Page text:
Tinnitus, like lots of chronic conditions, has a mental health element to it. Coping with the symptoms isn’t the only challenge. It’s coping with the symptoms constantly never knowing for certain if they will subside. For some people, unfortunately, depression can be the result.
According to research conducted by the Stockholm Public Health Cohort (SPHC) and published in the Journal of the American Medical Association, chronic tinnitus has been associated with an increase in suicide cases, especially with women.
Tinnitus And Suicide, What’s The Connection?
Researchers at the SPHC questioned about 70,000 people to establish the connection between suicide and tinnitus (Accurate, reliable results require large sample sizes).
According to the responses they got back:
- 22.5% of the respondents reported having tinnitus.
- Suicide attempts happened with 9% of women with severe tinnitus.
- 5.5% of men with profound tinnitus had attempted suicide.
- A hearing professional diagnosed tinnitus in just 2.1% of participants.
It’s clear that women with tinnitus have a higher instance of suicide and researchers are attempting to raise awareness for them. And most individuals with tinnitus symptoms, according to this research, don’t get their tinnitus diagnosed by a hearing specialist. Many individuals can get relief by using hearing aids and other therapies.
Are These Findings Universal?
Before any broad generalizations can be made, this study needs to be repeated in different parts of the world with different variables and population sizes. That said, we shouldn’t ignore the problem in the meantime.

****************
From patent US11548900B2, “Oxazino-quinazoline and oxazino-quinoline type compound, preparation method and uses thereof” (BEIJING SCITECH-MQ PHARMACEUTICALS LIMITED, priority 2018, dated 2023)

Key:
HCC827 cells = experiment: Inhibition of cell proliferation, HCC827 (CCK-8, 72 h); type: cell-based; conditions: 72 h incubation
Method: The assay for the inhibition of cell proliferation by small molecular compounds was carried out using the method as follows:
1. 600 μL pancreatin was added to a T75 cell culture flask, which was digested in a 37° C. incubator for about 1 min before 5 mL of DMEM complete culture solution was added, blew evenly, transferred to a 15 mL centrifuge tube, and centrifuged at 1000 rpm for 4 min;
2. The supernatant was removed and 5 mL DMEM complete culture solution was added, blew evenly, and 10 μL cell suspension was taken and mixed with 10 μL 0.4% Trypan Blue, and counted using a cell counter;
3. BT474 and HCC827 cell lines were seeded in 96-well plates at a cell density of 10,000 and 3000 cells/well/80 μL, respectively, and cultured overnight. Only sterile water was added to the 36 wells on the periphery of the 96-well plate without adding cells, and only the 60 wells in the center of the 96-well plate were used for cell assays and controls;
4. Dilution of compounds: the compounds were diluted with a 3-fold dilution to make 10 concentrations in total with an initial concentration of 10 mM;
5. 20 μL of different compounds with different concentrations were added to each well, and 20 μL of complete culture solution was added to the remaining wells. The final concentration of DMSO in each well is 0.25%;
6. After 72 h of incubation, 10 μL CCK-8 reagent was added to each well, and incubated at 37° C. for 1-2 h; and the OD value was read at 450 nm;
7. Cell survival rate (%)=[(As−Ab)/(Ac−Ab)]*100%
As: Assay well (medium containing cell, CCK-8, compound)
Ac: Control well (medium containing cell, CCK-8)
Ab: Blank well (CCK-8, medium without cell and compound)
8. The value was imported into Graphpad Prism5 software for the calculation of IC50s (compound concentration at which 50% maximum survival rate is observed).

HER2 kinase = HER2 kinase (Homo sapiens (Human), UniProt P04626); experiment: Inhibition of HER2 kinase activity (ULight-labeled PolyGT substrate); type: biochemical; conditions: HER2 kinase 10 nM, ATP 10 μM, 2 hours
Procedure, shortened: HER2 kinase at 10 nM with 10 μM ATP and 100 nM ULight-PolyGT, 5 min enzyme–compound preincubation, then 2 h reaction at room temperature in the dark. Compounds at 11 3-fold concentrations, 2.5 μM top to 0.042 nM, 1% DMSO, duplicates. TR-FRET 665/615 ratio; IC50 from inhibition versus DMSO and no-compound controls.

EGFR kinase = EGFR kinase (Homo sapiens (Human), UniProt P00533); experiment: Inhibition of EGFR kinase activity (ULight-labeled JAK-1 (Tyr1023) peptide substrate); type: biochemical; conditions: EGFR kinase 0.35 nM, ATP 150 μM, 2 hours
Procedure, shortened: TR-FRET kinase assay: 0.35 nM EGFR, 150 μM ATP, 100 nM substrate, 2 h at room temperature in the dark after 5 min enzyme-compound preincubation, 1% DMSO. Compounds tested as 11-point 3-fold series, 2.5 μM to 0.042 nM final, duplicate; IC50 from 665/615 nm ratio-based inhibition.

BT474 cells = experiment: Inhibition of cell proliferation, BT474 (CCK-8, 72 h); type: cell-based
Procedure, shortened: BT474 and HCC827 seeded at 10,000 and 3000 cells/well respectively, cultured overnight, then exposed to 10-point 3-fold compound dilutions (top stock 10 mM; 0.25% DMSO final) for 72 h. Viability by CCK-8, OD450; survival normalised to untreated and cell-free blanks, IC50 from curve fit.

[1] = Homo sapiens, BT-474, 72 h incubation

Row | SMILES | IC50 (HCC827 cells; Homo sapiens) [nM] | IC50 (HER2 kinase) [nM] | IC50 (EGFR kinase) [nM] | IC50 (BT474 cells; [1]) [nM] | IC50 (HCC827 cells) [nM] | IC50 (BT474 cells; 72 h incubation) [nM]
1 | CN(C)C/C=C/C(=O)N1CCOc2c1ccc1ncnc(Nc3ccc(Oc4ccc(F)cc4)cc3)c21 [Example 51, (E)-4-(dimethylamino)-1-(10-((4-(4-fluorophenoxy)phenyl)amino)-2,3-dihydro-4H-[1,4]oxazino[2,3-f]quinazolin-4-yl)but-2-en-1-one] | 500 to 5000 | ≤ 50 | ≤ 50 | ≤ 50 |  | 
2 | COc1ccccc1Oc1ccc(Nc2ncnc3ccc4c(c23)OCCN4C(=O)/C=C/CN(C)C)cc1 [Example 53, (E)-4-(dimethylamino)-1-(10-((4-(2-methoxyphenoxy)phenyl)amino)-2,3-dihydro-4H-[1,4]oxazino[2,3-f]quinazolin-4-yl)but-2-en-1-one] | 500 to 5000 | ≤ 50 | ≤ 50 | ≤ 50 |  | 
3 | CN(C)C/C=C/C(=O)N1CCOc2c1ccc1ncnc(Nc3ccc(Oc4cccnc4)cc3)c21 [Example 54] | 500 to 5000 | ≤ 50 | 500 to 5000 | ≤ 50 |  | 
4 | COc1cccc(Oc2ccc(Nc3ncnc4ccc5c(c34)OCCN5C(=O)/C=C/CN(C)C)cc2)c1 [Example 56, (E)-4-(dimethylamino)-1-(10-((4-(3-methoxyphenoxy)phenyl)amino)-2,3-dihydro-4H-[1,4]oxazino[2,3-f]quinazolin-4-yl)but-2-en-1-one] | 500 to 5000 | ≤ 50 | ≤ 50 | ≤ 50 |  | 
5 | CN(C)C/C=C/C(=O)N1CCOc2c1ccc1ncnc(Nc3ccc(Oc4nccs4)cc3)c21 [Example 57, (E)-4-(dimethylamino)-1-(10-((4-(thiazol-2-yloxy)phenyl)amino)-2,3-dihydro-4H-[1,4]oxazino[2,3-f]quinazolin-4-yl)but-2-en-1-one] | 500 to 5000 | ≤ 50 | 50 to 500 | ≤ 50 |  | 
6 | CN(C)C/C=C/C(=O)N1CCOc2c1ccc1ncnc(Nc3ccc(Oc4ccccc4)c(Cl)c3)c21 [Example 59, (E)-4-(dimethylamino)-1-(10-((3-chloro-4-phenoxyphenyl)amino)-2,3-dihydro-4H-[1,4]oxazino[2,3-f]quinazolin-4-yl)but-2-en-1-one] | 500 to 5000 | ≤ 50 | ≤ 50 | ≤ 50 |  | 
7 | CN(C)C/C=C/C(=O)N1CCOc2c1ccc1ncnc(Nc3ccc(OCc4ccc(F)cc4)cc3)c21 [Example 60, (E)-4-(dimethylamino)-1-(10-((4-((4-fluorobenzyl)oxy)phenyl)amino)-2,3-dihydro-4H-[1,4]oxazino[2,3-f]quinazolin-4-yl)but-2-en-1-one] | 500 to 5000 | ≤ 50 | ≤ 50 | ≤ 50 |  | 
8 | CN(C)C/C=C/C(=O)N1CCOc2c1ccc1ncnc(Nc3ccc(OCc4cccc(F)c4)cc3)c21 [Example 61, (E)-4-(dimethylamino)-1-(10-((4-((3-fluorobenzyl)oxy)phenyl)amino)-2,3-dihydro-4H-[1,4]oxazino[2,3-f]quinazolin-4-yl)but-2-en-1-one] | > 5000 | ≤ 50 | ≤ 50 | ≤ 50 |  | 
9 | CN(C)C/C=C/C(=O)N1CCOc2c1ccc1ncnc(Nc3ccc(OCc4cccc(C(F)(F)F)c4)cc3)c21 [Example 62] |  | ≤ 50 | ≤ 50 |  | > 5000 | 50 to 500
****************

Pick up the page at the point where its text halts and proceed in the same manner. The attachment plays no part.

What’s The Underlying Meaning of This Research?
While this research indicates an increased risk of suicide for women with severe tinnitus, the study did not draw definitive conclusions as to why women had a higher risk of suicide than men. There are a variety of possible explanations, of course, but there’s nothing intrinsic in the data that singles out any of those arguments as more or less likely.
Here are a few things to pay attention to:
Not All Tinnitus is “Severe”
Most individuals who experience tinnitus symptoms don’t have “severe” tinnitus. That doesn’t mean moderate or slight instances of tinnitus don’t have their own challenges. But the suicide risk for women was far more pronounced for women who reported “severe” tinnitus symptoms.
Most of The Respondents Weren’t Diagnosed
Perhaps the next most startling conclusion in this research is that relatively few individuals were actually diagnosed with tinnitus, even though they displayed moderate to severe symptoms.
This is, possibly, the most important area of opportunity and one of the best ways to reduce suicide or other health concerns simultaneously. That’s because treatment for tinnitus can present many overall benefits:
- Tinnitus symptoms can be more efficiently controlled with treatment.
- Tinnitus is frequently a sign of hearing loss, which can (and should) be treated.
- Some treatments also help with depression.
Tinnitus is Associated With Hearing Impairment
It’s estimated that 90 percent of individuals who suffer from tinnitus have hearing loss, and studies suggest that hearing aids help control the symptoms of tinnitus. Some hearing aids, in fact, actually have features that target the symptoms of tinnitus. To discover if hearing aids can help you, make an appointment.